Jason and Medea Ponders

Published: 2021-10-10 01:40:15
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In ‘Medea’, Euripides shows Medea in a new light, as a scorned woman that the audience sympathises with to a certain extent, but also views as a monster due to her act of killing her own children. The protagonist of a tragedy, known as the Tragic Hero is supposed to have certain characteristics which cause the audience to sympathise with them and get emotionally involved with the plot. The two main characters, Medea and Jason, each have certain qualities of the Tragic Hero, but neither has them all.
This makes them more like the common man that is neither completely ood nor evil, but is caught in the middle and forced to make difficult decisions. Euripides’ ‘Medea’ is a play based on the myth of Jason and the Argonauts. The play was originally performed around 431 BC and was written as a part of the festival of Dionysius. In the play, Euripides deviated from the classic tragedy to show the psychological workings of a woman, Medea. Medea was a well known fgure to the audience of Greece at this time.
Until this play was written, she was never viewed in a monstrous light. In the play ‘Medea’, Euripides has taken the well known myth about Medea, but changed the ending and shown the story from her perspective. In the original story, it is the people of Corinth that kill her children; however, in the play, Euripides has made her kill her own children. The protagonist of a typical Greek tragedy generally has the following attributes; hubris , hamartia , anagnorisis , nobility, and a tragic demise caused by their own mistake or a punishment sent by the gods.
Both Jason and Medea come from noble backgrounds as according to myth, Medea is a princess of Colchis, and Jason is the rightful heir to the throne of lolcus. Medea helped him retrieve the Golden Fleece, but we see that it is his hamartia that he does not value everything she does to help him and out of greed for the throne of Corinth he has “made the royal alliance in which [he] now live[s]” (19) Yet, it is hard to see him as the hero as Medea point out his cowardice, “If you were not a coward, you would not have married behind my back, but discussed it with me first. (19) Medea’s hamartia appears to be her intense passion for Jason, which led her to leave everything for his sake, and then to hate him so bitterly and pursue her unimaginable plans for revenge. She helped him in every way possible in his quest for the Golden Fleece, “Her heart on fire with passionate love for Jason… But now there’s hatred everywhere. Love is diseased. ” (1) However, in a tragedy, the hero is supposed to make a single mistake which ultimately leads to their downfall.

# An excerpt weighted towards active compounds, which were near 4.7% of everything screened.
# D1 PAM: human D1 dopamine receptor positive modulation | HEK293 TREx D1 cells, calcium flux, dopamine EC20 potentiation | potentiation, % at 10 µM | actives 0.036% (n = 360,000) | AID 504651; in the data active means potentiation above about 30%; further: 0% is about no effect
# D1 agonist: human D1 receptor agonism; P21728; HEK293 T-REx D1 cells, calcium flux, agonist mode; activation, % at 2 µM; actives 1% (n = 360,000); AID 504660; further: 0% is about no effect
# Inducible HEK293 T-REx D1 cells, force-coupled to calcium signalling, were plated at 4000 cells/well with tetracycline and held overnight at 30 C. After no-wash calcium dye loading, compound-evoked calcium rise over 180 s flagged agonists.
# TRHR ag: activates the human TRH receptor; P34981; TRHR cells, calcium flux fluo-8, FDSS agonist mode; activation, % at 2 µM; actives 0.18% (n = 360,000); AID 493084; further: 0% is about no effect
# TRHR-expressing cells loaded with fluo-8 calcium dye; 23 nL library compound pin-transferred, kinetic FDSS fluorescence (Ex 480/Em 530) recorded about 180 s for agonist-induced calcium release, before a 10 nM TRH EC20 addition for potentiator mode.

In this case, Medea is not a heroic character as she is a sorceress, murders her brother, and her own children. The hamartia is intended to bring down a character of high morality, but Medea can be viewed as a wholly evil character who is not guided by any moral principles. She is also manipulative and deceptive in the way that she reats the men around her, Creon, Aegeus, and Jason, while involving them in her plan for revenge. Euripides has shown this aspect of her personality through lines such as “Do you think that I would have fawned on that man unless I had some end to gain or profit in it? (12) and “by a trick I may kill the kings daughter” (25) Medea and Jason botn partially snow anagnorisis: Medea’s moment ot anagnorisis occur in the beginning of the play when she realizes that it was a mistake to have killed her own brother for Jason’s sake. She recognises that she is left with nowhere to go “Oh my father! Oh my country! In what dishonour I left you, killing my own brother for it. “(6) However, she does not recognise the misery she has brought upon herself by killing her children, nor does she see the wrong in murdering innocent people.